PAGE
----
Nathan Salsburg: A Kentucky Folklorist Turns To His Own Story

Videos by American Songwriter

Back Home In Bogenbrook by Nathan Salsburg

There aren’t any words on the seven original songs on Nathan Salsburg’s debut album, Affirmed. But the album still tells the life story its author, who was born in Pennsylvania, grew up in Kentucky, and worked in New York as a folklorist for the Alan Lomax Archive before moving back to Kentucky a few years ago.

Up until now, Salsburg has mostly focused on the stories of other musicians. Take, for example, a recent album of Lomax’s Scottish recording from the ’50s released on Drag City imprint Twos and Fews; or a Fred McDowell LP on Portland’s Mississippi Records; or countless more hours of Lomax recordings, some released on the new Global Jukebox digital imprint, others, like the recent Haiti box set, on specialist labels like San Francisco’s Birdman Records.

When I asked Salsburg how he got into the strange world of archiving folk music, he jokes, “Through the rabbit hole, that’s how you get into it.” He says he stumbled onto the job at the Archive in 2000, doing data entry and office runs, but his role matured through the decade.

But for someone so deeply ensconced in the world of folk music, Salsburg’s own music has a curious relationship with the genre. After a lengthy back and forth about what folk music is, we settle on a term for Salsburg’s album: “songwriter guitar music.”

Unlike many folk purists who sit down to learn traditional songs off records (or learn directly from the original sources if they’re still alive), Salsburg doesn’t really “play” folk music. But working at the Archive, he says, has given him “a deepened appreciation and ability as a listener,” and that’s probably made him a better guitarist, though maybe unconsciously.

Instead of sitting down to learn a traditional tune note for note (Salsburg says he doesn’t read music), more likely what will happen is he will try to learn a song like Rev. Gary Davis’ “You Can Go Home” or Johnny St. Cyr’s banjo line in Jelly Roll Morton’s “Jelly Roll Blues.” But then, after giving up, the information he stored in the process will come out in a new song. (Morton’s tune re-purposes itself in “Back Home In Bogenbrook.”)

“It isn’t the folk process,” Salsburg says of his craft, “But I like to think it’s this kind of synthetic approach — drawing from as many sources as possible and trying to make something that feels mine.”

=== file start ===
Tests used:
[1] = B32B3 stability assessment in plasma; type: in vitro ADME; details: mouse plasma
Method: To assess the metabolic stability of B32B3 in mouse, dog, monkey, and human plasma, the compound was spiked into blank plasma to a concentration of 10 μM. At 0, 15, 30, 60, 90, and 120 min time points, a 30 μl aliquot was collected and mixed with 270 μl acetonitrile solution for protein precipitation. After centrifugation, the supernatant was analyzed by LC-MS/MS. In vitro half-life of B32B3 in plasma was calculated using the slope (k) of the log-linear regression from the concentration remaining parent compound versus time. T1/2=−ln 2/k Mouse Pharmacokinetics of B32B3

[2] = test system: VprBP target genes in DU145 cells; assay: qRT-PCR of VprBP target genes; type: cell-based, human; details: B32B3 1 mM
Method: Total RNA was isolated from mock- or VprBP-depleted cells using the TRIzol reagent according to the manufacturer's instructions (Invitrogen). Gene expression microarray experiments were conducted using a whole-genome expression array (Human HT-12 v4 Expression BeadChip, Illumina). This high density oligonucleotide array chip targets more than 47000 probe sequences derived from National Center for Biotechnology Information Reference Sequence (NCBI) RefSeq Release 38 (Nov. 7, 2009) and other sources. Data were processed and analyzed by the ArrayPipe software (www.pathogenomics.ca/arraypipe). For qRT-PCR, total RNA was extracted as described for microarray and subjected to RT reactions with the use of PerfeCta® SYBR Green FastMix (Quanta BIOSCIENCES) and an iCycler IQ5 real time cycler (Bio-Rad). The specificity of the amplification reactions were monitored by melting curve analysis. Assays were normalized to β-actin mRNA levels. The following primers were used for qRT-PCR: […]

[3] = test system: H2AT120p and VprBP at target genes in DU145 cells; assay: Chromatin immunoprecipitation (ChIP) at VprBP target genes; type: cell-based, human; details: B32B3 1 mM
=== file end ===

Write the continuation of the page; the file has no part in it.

You could call the songs on Affirmed guitar instrumentals, but they’re more like rapturous little passages through time. They certainly bear a resemblance to the Piedmont regional blues fingerpicking styles of Gary Davis or John Hurt (who actually was from Mississippi but did not have a Delta style). I can think of a lot of things that Salsburg’s songs might draw influence from, but then nothing that really sounds like them at all.

Salsburg started writing the songs for Affirmed while he was still living in New York but romantically contemplating moving back to Kentucky. The first song was a fast tune that reminded him of a horse called Bold Ruler. I guess you could say he was off to the races.

“Horses are an easy metaphor for the Kentucky experience,” admits Salsburg. “Bold Ruler was really good at running short distances very quickly,” he says.

He named the tune “Bold Ruler’s Joys,” both a nod to his quick picking and Jelly Roll Morton’s idea that songs could be called blues or “joys.”

Other horses also appear on Affirmed, like Eight Belles who shows up in two song titles. Horse racing fans may also connect the album’s title with the summer of 1978 — also, coincidentally, the year Salsburg was born. That year a horse named Affirmed won the Triple Crown. “I’ve always been attached to that horse,” says Salsburg.

Salsburg says this album is ultimately an attempt to bring together all his romantic feelings. As a kid growing up in Kentucky, he missed living in Pennsylvania. Working for the Archive in New York, he missed the quality of Kentucky life.

“I’ve always been someone who looks back — and maybe it’s my interest in folk music — that longing for a place that doesn’t exist, out of my reach.”

So now that he’s back in Kentucky and has recorded an album that seems to reconcile his journey, what’s he going to long for now? He laughs, but has an answer ready.

“My girlfriend lives in Maine. I’m trying to spend more time up there. I find myself looking more towards the Maritimes.”


Leave a Reply

Leave a Reply

Great Quotations: Lou Reed